There are a lot of “firsts” when you begin to ride. I certainly experienced a lot of firsts last Spring and Summer. My first group ride; first bike run; first long distance ride; first time getting caught in the rain; first night ride; first ride with a passenger; and of course, the first time having a big piece of gravel come up and blast me in the sunglasses… thank heavens it didn’t hit my pretty face (wear a face shield on your helmet, ladies). There’s also a lot that you’ll learn about the biker community in that first riding season, and what you learn will make you proud to be part of it.
In April of 2017, I participated in my first charity bike run, this was to help with medical expenses for a friend. Tony is a valued member of both the biker and local music community in my home of Youngstown, Ohio. The run started out of a local bar and skipped across town to several other locations. I parked my bike in line with the others – I should say “with all of the Harleys”… (remember ladies, it’s not about what you ride – as long as you’re riding). We had good weather that day, there was good food, live music, and lots of camaraderies around. As we started out, I found my place in line and matched my speed to that of the riders in front of me. That was about the time I heard loud pipes approaching on my left – several riders were heading to the front so that they could block traffic at the upcoming traffic light, ensuring that the pack didn’t get separated. A good time was had that day, and we succeeded in helping out a friend in the process.
In June 2017, I went on my second bike run – this one was to benefit the Fallen Firefighters Memorial. Leaving from a local bar, there were pre-ride festivities, a performance of our National Anthem from a local singer, and a prayer to send us off. More than 100 bikes participated in this destination run to a lakeside bar and grille. Firetrucks, ambulances, and other emergency responder vehicles blocked intersections along the way to let the group through – and we had a police escort. Some firetrucks along the route had American flags flying high and their ladders were raised for us to ride under. It was an awesome experience.
My best friend Theresa was my first passenger, and she was riding with me the first time I got caught in the rain. I should’ve listened when she said that we had better get moving to beat the storm. The rain started about 3 minutes into our ride home. It felt like needles hitting my face. I told her to put her head down and she refused. An extremely selfless person, she said that if I had to feel it, then so did she. There’s no one like her.
I had my first group and long distance rides with my Theresa’s family (my adopted second family) – a group of Harley’s and, if you play your cards right, Uncle Randy might bring out the Boss Hoss. They put me in the centre of the pack and kept a watchful eye on me. Later, her Aunt and Uncle gave me the best “new rider” compliment ever… they told me that I did very well and that they were impressed with the way I rode. There aren’t words to describe what it meant to me to hear that from them.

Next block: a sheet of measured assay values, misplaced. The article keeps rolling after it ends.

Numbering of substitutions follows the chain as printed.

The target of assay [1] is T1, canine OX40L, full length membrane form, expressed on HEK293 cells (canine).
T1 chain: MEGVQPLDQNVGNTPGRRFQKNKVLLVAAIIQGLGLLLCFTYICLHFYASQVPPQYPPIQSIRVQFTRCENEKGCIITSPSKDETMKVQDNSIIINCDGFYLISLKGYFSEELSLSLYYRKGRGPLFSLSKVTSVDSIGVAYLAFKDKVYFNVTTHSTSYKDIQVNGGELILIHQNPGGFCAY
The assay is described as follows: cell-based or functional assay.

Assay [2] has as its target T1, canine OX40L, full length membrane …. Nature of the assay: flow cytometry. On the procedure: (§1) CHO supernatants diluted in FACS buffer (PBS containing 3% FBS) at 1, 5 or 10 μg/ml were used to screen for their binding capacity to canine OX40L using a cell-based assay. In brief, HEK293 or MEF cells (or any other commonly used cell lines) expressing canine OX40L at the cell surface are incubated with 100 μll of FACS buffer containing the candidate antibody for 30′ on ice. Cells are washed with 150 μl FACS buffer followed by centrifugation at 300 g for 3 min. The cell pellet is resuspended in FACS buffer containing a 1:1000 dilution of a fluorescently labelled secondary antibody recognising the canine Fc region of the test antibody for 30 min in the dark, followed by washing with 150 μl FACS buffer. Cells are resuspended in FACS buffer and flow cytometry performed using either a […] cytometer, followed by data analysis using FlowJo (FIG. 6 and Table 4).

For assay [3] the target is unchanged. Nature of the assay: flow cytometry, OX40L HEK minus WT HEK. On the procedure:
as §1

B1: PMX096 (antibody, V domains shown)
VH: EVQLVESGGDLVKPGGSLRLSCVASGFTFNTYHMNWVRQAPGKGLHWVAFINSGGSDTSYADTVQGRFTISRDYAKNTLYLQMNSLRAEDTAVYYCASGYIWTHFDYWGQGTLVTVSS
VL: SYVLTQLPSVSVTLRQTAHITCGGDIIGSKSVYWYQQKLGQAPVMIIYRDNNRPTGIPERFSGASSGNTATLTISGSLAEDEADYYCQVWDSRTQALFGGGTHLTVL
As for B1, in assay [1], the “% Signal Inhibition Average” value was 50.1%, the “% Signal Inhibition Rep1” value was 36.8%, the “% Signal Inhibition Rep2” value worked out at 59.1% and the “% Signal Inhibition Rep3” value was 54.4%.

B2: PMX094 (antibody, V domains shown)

It’s all of these things that make the biker community special. Coming together as a group to support a fellow rider or their family, a charity or a worthy cause. It’s that left hand you extend to greet and show respect to an oncoming rider. It’s the bike in the front of the pack who leads and signals as to what’s up ahead, and the bike in the back that looks out for everyone and follows if you need to pull off. Ultimately, it’s looking out for and being able to rely on each other.
It’s a group of 50+ bikers in Indiana escorting a bullied 11-year old boy to his first day of school. It’s the Femme Fatales Women’s Motorcycle Club in Ohio partnering with the Make-A-Wish Foundation to raise money to purchase a sidecar so that a little girl with Epilepsy could ride with her father. It’s the Confederates Motorcycle Club in Louisiana raising money to provide underprivileged kids toys for Christmas ($30K worth of toys were distributed in 2016). Unavoidably, it’s also the mass of motorcyclists that line up at the funeral home to escort the casket of a fellow rider to their final resting place. Loyal and respectful to the end.
Ladies – you’re not just buying a bike and learning to ride. You’re becoming a part of a community of extraordinary people who do extraordinary things. You are guaranteeing yourself a riding season of fun, fellowship, and involvement in worthy causes – year after year. Taking this leap is one of the best decisions I have ever made. I’ve met many people and done many things all of which I would have likely missed out on. I’ve experienced loyalty and respect on an entirely different level. Literally “throw your fears to the wind” and get on your brooms and ride.
— Michelle Amicone
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